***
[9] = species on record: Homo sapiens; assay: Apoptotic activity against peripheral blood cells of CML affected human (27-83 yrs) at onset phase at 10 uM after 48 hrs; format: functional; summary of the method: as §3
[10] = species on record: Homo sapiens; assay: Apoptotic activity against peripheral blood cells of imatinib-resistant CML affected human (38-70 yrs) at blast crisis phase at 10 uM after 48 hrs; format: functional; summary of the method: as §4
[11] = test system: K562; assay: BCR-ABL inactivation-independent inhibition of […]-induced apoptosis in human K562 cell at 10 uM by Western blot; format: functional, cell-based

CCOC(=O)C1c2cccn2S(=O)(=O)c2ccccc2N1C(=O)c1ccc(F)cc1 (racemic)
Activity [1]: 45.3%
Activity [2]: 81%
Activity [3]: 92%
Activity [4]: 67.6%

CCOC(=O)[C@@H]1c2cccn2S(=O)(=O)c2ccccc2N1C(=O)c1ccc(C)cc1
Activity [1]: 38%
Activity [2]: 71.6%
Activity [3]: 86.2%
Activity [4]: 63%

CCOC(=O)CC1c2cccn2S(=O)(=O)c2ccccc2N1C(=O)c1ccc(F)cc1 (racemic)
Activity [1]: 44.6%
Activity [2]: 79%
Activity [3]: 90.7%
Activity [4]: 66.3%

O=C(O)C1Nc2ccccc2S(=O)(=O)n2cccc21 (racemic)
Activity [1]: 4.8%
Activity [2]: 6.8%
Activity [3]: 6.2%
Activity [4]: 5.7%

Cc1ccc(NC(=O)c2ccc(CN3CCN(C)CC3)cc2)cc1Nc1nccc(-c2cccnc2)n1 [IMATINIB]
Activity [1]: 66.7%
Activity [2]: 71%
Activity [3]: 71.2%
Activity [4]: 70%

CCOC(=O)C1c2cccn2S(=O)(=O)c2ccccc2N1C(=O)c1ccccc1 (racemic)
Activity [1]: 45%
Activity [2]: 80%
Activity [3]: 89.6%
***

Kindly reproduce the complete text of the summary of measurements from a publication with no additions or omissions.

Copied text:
[9] = species on record: Homo sapiens; assay: Apoptotic activity against peripheral blood cells of CML affected human (27-83 yrs) at onset phase at 10 uM after 48 hrs; format: functional; summary of the method: as §3
[10] = species on record: Homo sapiens; assay: Apoptotic activity against peripheral blood cells of imatinib-resistant CML affected human (38-70 yrs) at blast crisis phase at 10 uM after 48 hrs; format: functional; summary of the method: as §4
[11] = test system: K562; assay: BCR-ABL inactivation-independent inhibition of […]-induced apoptosis in human K562 cell at 10 uM by Western blot; format: functional, cell-based

CCOC(=O)C1c2cccn2S(=O)(=O)c2ccccc2N1C(=O)c1ccc(F)cc1 (racemic)
Activity [1]: 45.3%
Activity [2]: 81%
Activity [3]: 92%
Activity [4]: 67.6%

CCOC(=O)[C@@H]1c2cccn2S(=O)(=O)c2ccccc2N1C(=O)c1ccc(C)cc1
Activity [1]: 38%
Activity [2]: 71.6%
Activity [3]: 86.2%
Activity [4]: 63%

CCOC(=O)CC1c2cccn2S(=O)(=O)c2ccccc2N1C(=O)c1ccc(F)cc1 (racemic)
Activity [1]: 44.6%
Activity [2]: 79%
Activity [3]: 90.7%
Activity [4]: 66.3%

O=C(O)C1Nc2ccccc2S(=O)(=O)n2cccc21 (racemic)
Activity [1]: 4.8%
Activity [2]: 6.8%
Activity [3]: 6.2%
Activity [4]: 5.7%

Cc1ccc(NC(=O)c2ccc(CN3CCN(C)CC3)cc2)cc1Nc1nccc(-c2cccnc2)n1 [IMATINIB]
Activity [1]: 66.7%
Activity [2]: 71%
Activity [3]: 71.2%
Activity [4]: 70%

CCOC(=O)C1c2cccn2S(=O)(=O)c2ccccc2N1C(=O)c1ccccc1 (racemic)
Activity [1]: 45%
Activity [2]: 80%
Activity [3]: 89.6%